Making my own jeans
After this I stopped sewing for a while. I’d slightly overdone things in the run up to the wedding and wanted some time away from my sewing machine. This is important for anyone I think, no matter what you’re doing, to be able to recognise when you’re getting a little burned out by a particular activity. When I went back to my sewing machine, it was to complete yet another ambitious project: a pair of jeans.
In case you haven’t realised by now, I like challenges – or at least I tell myself at the time that I take them on that I do. For these jeans, I borrowed my mother-in-law’s copy of the Butterick B5682 pattern, though I’ve since bought the Megan Nielsen Dawn pattern (though I’ve not made anything from that pattern yet). Jeans aren’t actually overly complicated, but they require working with heavy weight fabrics and properly fitting them isn’t always easy. Trying to sew four layers of 14oz denim together at the crotch without breaking needle or thread was probably the most difficult part, though I did endure a couple of rather painful fittings where the pins stabbed into my hips and legs. Because of the difficulty I was finding in making my jeans, they took quite a while for me to finish – mostly because I found it easier to procrastinate than to work up the courage to tackle them! I was really pleased with them when I finished making my jeans though – they fit well, though not perfectly as I’d tried to just get them finished at the later stages and so didn’t try them on as often, but they are comfy to wear. I should have used a stronger stitch to sew the seams however, as a couple of times now I’ve had to repair the non-reinforced seams along the outer sections, and in future I think I’ll try and use a stronger type of thread to sew them with too. I might also try another method to finish the seams, both for strength and to keep them neat (the raw ends of the denim in the seams keep annoying me).
My jeans are the last piece of clothing I made for a while, until lockdown that is. I was busy with my filmmaking business and the general run up to Christmas made it difficult for me to feel as though I could give myself the time to sew. I’ve been making much more since then – which I’ll go through in the next of these monthly posts – and I’ve learned a lot by making these first projects, plus more since making them which I’d feel confident applying to the patterns the next time I decide to make them.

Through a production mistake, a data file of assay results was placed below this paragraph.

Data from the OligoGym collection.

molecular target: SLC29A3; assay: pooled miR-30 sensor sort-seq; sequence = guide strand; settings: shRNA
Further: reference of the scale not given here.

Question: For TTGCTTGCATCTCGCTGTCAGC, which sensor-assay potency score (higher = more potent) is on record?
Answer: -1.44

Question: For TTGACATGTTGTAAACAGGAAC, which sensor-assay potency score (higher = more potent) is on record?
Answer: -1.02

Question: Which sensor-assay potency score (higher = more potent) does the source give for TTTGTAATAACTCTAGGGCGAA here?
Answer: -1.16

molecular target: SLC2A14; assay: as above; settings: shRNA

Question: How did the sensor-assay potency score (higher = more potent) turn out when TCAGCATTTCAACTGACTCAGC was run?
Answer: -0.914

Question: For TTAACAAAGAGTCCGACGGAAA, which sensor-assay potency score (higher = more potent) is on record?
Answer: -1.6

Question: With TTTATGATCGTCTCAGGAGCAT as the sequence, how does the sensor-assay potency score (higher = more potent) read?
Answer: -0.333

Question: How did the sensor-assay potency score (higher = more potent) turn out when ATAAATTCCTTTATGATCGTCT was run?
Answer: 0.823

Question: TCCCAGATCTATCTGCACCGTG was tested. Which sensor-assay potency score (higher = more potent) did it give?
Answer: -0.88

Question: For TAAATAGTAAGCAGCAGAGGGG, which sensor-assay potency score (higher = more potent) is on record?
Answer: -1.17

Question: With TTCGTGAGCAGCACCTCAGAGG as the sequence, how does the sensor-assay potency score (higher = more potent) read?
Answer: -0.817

Grateful for the learning curve
All of this is a learning curve – there’s things I’ve attempted and done successfully that more experienced dressmakers and sewists have been a little afraid to try and other things which are actually reasonably simple which have scared me. Buttonholes used to terrify me – to the point that I opted to just hand sew the one on my jeans, given that it was just a single buttonhole I needed – but I learned how to make them properly and now I don’t feel scared about having to do them. Ultimately, if you want to make something I think you should go for it – and if there are things about the pattern you don’t know how to do or are otherwise scared of or unsure about, learn how to do them along the way. You won’t gain anything from putting it off or finding something easier to do, but you will open up more opportunities for yourself if you put the time and effort into learning. Don’t be afraid to ask other sewists and dressmakers for help – whether that’s ones you know or those who are part of an online community. One of the great things about the sewing community is that everybody is in it together for the same love of making things and people generally don’t mind giving advice or helping you out.